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|Year : 2007 | Volume
| Issue : 4 | Page : 192--195
Hematological and nonhematological toxicities of imatinib mesylate in patients with chronic myeloid leukemia and gastrointestinal stromal tumor
Mohammad Usman, Naveen Naz Syed, Ghulam Nabi Kakepoto, Salman Naseem Adil, Mohammad Khurshid
Department of Pathology and Microbiology, The Aga Khan University Hospital, Karachi, Pakistan
Naveen Naz Syed
Department of Pathology and Microbiology, The Aga Khan University Hospital, Karachi
Objectives : To determine the hematological and nonhematological toxicities of imatinib mesylate in patients with chronic myeloid leukemia (CML) and gastrointestinal stromal tumors (GIST) and to review the literature to compile a list of the etiologic agents responsible for these events.
Materials and Methods : This was a prospective study conducted from May 2001 to February, 2007. Two hundred and thirty-two patients with CML and GIST treated with imatinib mesylate at the Aga Khan University Hospital were included in the study. Side effects were graded according to the common toxicity criteria of the National Cancer Institute version 3.0.
Results : Ninety-seven patients experienced various side effects which, in decreasing order of frequency, were: generalized hypopigmentation, periorbital edema, nausea, and weight gain. Hematological toxicities included mainly grade I/II anemia and thrombocytopenia. Grade III/ IV hematological adverse events were rare in our group. The frequency of all events is equally distributed in all phases of CML and GIST. The side effects rarely lead to permanent discontinuation of therapy.
Conclusion : Imatinib mesylate is a well-tolerated drug with some adverse events that are only rarely a permanent barrier to therapy.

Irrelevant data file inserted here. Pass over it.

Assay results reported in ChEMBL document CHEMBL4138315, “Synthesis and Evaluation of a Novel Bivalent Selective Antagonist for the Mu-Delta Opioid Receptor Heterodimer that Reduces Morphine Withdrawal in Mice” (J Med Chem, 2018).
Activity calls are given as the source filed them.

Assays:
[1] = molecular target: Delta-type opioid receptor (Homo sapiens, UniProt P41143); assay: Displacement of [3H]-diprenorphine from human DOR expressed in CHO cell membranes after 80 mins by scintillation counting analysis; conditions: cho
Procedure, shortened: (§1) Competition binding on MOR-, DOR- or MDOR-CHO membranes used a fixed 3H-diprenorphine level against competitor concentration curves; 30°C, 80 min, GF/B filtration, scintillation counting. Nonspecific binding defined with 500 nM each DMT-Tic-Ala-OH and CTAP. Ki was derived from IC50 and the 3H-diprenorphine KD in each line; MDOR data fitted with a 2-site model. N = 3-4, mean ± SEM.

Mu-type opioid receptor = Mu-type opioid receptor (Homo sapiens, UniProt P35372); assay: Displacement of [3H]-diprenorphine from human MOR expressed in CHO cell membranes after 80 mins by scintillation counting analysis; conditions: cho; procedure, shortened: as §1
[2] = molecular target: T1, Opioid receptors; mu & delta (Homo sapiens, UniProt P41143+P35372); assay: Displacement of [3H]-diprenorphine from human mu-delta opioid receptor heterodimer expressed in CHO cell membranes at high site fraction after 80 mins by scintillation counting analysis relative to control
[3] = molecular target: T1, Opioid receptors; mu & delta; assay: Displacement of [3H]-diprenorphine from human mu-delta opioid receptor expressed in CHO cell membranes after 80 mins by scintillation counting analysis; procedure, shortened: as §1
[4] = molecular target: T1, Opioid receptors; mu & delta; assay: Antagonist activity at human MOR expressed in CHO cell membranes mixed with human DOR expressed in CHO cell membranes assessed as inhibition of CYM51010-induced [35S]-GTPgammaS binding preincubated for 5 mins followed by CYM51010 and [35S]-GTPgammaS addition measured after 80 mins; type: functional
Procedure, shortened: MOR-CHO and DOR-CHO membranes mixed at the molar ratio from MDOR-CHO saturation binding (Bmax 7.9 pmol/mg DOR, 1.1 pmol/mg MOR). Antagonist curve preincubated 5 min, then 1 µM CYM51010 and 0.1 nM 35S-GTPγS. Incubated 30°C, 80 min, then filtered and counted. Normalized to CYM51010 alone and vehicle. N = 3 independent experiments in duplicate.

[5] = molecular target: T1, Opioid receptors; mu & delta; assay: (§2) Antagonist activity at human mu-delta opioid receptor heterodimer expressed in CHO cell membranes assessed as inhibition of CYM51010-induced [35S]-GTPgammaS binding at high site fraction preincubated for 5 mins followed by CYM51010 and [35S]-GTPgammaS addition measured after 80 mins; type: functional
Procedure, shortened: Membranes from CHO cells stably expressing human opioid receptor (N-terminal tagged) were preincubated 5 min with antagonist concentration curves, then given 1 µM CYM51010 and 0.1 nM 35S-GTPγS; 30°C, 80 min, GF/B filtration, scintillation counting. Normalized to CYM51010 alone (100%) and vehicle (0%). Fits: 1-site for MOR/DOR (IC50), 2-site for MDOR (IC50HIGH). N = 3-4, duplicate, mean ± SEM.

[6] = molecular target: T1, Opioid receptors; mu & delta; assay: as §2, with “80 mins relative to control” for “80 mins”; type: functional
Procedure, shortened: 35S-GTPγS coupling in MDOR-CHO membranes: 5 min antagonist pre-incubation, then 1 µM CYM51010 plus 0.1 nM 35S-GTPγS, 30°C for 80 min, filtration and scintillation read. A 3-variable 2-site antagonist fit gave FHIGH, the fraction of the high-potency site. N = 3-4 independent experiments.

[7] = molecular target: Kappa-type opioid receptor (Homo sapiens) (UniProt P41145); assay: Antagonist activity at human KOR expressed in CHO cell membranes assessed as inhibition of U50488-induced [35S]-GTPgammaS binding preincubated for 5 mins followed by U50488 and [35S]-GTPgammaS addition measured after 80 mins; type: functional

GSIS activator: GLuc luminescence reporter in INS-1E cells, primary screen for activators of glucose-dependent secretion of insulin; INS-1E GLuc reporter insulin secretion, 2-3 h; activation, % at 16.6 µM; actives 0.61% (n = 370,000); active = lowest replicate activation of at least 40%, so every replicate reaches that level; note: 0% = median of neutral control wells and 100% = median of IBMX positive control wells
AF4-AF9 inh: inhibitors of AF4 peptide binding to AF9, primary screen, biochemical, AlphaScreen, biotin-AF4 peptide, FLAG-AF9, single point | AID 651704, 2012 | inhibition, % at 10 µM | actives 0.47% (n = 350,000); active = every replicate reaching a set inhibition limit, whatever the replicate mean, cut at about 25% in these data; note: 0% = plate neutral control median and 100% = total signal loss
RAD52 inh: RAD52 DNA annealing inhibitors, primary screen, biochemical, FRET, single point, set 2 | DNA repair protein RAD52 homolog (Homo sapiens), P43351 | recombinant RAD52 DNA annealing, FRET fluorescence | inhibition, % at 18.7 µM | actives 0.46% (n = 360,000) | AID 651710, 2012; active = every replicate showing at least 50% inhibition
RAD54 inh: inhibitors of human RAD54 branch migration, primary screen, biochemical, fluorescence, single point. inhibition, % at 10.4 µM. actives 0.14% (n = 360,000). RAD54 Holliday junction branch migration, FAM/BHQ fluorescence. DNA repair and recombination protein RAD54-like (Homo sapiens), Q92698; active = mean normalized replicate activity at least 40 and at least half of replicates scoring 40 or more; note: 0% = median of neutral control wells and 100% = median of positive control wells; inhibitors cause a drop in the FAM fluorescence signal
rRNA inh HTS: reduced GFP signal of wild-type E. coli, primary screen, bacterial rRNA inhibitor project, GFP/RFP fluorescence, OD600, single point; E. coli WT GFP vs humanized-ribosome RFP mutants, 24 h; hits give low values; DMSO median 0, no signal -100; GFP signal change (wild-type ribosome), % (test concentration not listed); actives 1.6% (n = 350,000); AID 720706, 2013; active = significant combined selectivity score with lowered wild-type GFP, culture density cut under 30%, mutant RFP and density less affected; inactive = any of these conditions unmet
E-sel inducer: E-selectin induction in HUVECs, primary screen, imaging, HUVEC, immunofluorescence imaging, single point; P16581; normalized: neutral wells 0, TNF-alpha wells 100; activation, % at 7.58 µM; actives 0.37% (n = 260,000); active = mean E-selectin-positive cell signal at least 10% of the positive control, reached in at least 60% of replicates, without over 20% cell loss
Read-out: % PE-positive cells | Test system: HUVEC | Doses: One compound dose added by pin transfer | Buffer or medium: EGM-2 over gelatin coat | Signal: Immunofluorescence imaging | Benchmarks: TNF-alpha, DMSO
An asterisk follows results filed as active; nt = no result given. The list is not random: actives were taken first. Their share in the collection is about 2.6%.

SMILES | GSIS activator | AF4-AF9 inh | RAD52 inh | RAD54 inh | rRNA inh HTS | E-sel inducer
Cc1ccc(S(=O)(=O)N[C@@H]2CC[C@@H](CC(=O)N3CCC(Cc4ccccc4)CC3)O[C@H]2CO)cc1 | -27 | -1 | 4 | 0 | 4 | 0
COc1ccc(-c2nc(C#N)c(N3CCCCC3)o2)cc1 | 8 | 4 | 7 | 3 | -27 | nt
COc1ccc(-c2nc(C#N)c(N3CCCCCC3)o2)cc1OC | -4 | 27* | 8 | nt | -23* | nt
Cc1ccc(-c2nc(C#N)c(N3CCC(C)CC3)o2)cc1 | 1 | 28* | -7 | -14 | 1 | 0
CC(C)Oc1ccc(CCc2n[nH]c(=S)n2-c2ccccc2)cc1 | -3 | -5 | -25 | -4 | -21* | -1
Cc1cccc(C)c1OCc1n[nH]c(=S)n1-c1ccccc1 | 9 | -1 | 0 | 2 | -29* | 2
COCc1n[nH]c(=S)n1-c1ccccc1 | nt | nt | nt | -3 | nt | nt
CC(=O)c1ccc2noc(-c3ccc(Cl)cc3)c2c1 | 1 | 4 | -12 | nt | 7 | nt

|How to cite this article:|
Usman M, Syed NN, Kakepoto GN, Adil SN, Khurshid M. Hematological and nonhematological toxicities of imatinib mesylate in patients with chronic myeloid leukemia and gastrointestinal stromal tumor.Indian J Pharmacol 2007;39:192-195
|How to cite this URL:|
Usman M, Syed NN, Kakepoto GN, Adil SN, Khurshid M. Hematological and nonhematological toxicities of imatinib mesylate in patients with chronic myeloid leukemia and gastrointestinal stromal tumor. Indian J Pharmacol [serial online] 2007 [cited 2022 Aug 18 ];39:192-195
Available from: https://www.ijp-online.com/text.asp?2007/39/4/192/36538
Chronic myeloid leukemia (CML) is a clonal disorder with a characteristic cytogenetic abnormality-the Philadelphia chromosome-the molecular sequence of which is generation of fusion protein BCR/ABL which induces leukemogenesis. 
Imatinib (imatinib mesylate, STI571, Gleevec), a selective inhibitor of BCR/ABl tyrosine kinase, has brought about a paradigm shift in the treatment of Ph-positive CML. , The drug also inhibits the tyrosine kinase associated with c-ABL, ARG, PDGF-R, and c-Kit. ,
Imatinib mesylate, 4-[(4-methylpiperazin-1-yl)methyl]-N-[4-methyl-3-[(4-pyridin-3-ylpyrimidin-2-yl)amino]-phenyl]-benzamide, functions through competitively binding with the ATP site of the enzyme, which leads to the inhibition of tyrosine phosphorylation of the BCR/ABl signal transduction.